- Sign in to your Gmail account. The message you exported in Step 5 should be in the Inbox. Enable POP Download. Sign out.
- Sign in and set up your Google Apps account to fetch messages from your Gmail account (see Google Apps Help Center instructions).
- Drink some tea and wait a little while for the fetching to happen.
- When the message appears in your Google Apps account Inbox, raise your arms and scream hurray (I didn’t do it so you should, it’s already Step 15 for your sake). Seriously, label the message you just imported and archive it.
- Repeat Steps 5, 8, 10, and 15 for a group of messages from one Apple Mail folder at a time.
- Disable fetching of messages between accounts if you wish.
Step 16 assumes you organize your messages into folders in Apple Mail. I have more than 30 folders. If I transfer all the messages to the Inbox in Gmail in one setting, I will lose all the organization. During the time I write this post, I am still stuck at Step 10 with GMail Loader transferring over 900 messages from one of my folders. Another tip about labeling and archiving: keep your Inbox in the Google Apps account empty so when a batch of messages arrive, you can select them all to label and archive without getting mixed up with some existing messages. Also, if there are messages (whether archived or not) in your Gmail account, they all get fetch to the Google Apps account. You might have heard of the free tool, gXFER which can handle transfers (contacts, email and calendar) between Gmail and Google Apps accounts. The drawback for this tool is all the manual labels (the ones not created by filtering) will get lost in the process.
I could have set up Apple Mail to start picking up messages from my new email address and forget about all the trouble I still have to finish. The advantage of this change is I will be able to access all my past and present emails from anywhere I can access the web. It will be a pleasant change during my occasional travels throughout the year.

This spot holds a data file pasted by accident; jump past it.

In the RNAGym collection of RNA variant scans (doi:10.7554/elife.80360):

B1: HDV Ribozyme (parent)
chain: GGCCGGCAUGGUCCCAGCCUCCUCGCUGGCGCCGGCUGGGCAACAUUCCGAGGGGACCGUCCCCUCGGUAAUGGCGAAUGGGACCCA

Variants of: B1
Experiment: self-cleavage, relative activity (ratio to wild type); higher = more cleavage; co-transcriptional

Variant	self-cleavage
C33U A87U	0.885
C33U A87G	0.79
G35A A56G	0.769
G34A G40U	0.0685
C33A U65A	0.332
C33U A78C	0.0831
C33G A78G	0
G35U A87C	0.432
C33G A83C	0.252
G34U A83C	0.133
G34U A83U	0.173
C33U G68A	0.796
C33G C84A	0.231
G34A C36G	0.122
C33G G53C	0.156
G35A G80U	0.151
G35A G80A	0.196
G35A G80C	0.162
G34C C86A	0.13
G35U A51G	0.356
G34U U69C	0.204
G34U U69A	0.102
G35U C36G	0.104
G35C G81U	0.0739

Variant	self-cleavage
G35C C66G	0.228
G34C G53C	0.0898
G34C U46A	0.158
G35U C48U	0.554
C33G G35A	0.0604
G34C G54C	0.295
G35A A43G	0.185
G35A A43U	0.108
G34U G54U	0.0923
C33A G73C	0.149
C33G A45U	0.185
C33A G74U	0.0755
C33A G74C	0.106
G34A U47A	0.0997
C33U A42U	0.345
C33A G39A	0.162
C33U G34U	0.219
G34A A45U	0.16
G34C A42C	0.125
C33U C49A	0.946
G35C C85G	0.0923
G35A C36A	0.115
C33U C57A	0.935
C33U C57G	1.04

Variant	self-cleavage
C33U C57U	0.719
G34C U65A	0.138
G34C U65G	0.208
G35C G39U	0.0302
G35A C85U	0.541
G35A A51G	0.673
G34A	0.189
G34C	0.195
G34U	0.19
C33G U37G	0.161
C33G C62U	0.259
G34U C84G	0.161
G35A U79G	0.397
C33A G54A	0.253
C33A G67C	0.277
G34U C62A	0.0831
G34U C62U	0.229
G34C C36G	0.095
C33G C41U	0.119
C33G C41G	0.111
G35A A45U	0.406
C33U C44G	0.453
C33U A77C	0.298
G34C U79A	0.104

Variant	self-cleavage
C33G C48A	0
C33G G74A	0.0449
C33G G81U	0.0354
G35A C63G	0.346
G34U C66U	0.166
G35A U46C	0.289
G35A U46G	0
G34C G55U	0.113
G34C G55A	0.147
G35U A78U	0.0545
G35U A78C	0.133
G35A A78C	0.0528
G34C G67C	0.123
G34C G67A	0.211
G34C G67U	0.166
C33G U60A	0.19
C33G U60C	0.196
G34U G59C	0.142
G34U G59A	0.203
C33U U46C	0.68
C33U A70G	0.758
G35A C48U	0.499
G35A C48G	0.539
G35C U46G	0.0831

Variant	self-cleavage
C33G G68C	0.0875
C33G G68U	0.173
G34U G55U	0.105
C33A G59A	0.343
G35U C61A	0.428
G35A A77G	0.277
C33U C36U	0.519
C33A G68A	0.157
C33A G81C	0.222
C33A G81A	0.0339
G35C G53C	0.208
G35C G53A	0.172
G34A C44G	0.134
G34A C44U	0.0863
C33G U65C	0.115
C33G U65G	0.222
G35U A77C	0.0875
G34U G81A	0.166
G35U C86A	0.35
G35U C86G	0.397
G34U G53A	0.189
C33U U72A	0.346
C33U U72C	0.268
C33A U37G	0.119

- Steps 1 to 4 and 6 are based on paskal gmail loader instructions for mac os x which contains instructions for both Tiger and pre-Tiger Mac OS X.
- Step 5 is based on Mac OS X Hints: Export Mail to mbox with Save As.
- Steps 7 to 11 are based on Mark Lyon’s original instructions for GMail Loader.
Update (Sept 8, 07): It took me almost 2 weeks to transfer a small amount of messages each night to get most of them uploaded to my Google Apps account. During the process, I found some messages to be unimportant so I skipped about 50-100 of them. All in all, I think I uploaded over 3,000 messages based on Google Apps telling me I have over 2,900 “conversations” in the account. The process was not completely smooth. During the transfer of one big batch of messages, GMail Loader got stuck. I tried to reload the same batch again several times but it kept getting stuck. The solution was to try a different SMTP server address by visiting this list (see update in Step 11) again. It looks to me the server addresses keep getting updated over time. From that point on, I rotated several server addresses for every couple hundreds of messages and I never got stuck again. Another thing to watch out for is Gmail’s spam filter. Some messages I uploaded landed in the spam folder in my Gmail account so they wouldn’t get forwarded to the Google Apps account. I had to keep my eye on both accounts to make sure all the messages went through.
The last thing to do is clean up. Although I selected to have the messages deleted from the Gmail account after forwarding, they are not deleted completely. They ended up in the Trash. That was actually a good thing because I had messages in the Gmail account at the beginning that I didn’t intend to have forwarded to the Google Apps account. I brought them out of Trash and everything went back to how it was before. And of course, I disabled “POP download” in Gmail and “Get Mail” in Google Apps to discontinue this massive email messages pass-through.